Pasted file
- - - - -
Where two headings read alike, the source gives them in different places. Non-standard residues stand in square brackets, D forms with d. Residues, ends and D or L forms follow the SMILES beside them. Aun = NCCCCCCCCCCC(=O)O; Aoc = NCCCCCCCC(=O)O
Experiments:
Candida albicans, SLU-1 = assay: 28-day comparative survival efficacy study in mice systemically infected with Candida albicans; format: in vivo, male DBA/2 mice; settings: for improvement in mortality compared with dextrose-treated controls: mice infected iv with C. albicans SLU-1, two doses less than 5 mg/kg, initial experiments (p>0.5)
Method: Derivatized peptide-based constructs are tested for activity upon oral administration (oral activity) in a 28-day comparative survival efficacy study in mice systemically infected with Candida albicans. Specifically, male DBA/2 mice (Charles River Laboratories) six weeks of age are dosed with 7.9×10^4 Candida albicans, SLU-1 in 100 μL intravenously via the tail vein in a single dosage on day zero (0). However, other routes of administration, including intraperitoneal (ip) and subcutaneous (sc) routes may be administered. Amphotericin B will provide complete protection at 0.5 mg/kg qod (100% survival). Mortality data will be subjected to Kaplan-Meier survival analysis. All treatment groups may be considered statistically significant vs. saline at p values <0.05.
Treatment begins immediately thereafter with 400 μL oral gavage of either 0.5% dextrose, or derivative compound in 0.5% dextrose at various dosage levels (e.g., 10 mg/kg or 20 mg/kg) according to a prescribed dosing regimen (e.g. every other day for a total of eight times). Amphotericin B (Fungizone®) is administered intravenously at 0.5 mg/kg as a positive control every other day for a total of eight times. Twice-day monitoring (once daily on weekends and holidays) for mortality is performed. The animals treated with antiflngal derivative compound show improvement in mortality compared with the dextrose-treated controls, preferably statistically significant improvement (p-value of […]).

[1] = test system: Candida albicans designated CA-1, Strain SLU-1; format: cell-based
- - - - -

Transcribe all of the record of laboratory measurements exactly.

Where two headings read alike, the source gives them in different places. Non-standard residues stand in square brackets, D forms with d. Residues, ends and D or L forms follow the SMILES beside them. Aun = NCCCCCCCCCCC(=O)O; Aoc = NCCCCCCCC(=O)O
Experiments:
Candida albicans, SLU-1 = assay: 28-day comparative survival efficacy study in mice systemically infected with Candida albicans; format: in vivo, male DBA/2 mice; settings: for improvement in mortality compared with dextrose-treated controls: mice infected iv with C. albicans SLU-1, two doses less than 5 mg/kg, initial experiments (p>0.5)
Method: Derivatized peptide-based constructs are tested for activity upon oral administration (oral activity) in a 28-day comparative survival efficacy study in mice systemically infected with Candida albicans. Specifically, male DBA/2 mice (Charles River Laboratories) six weeks of age are dosed with 7.9×10^4 Candida albicans, SLU-1 in 100 μL intravenously via the tail vein in a single dosage on day zero (0). However, other routes of administration, including intraperitoneal (ip) and subcutaneous (sc) routes may be administered. Amphotericin B will provide complete protection at 0.5 mg/kg qod (100% survival). Mortality data will be subjected to Kaplan-Meier survival analysis. All treatment groups may be considered statistically significant vs. saline at p values <0.05.
Treatment begins immediately thereafter with 400 μL oral gavage of either 0.5% dextrose, or derivative compound in 0.5% dextrose at various dosage levels (e.g., 10 mg/kg or 20 mg/kg) according to a prescribed dosing regimen (e.g. every other day for a total of eight times). Amphotericin B (Fungizone®) is administered intravenously at 0.5 mg/kg as a positive control every other day for a total of eight times. Twice-day monitoring (once daily on weekends and holidays) for mortality is performed. The animals treated with antiflngal derivative compound show improvement in mortality compared with the dextrose-treated controls, preferably statistically significant improvement (p-value of […]).

[1] = test system: Candida albicans designated CA-1, Strain SLU-1; format: cell-based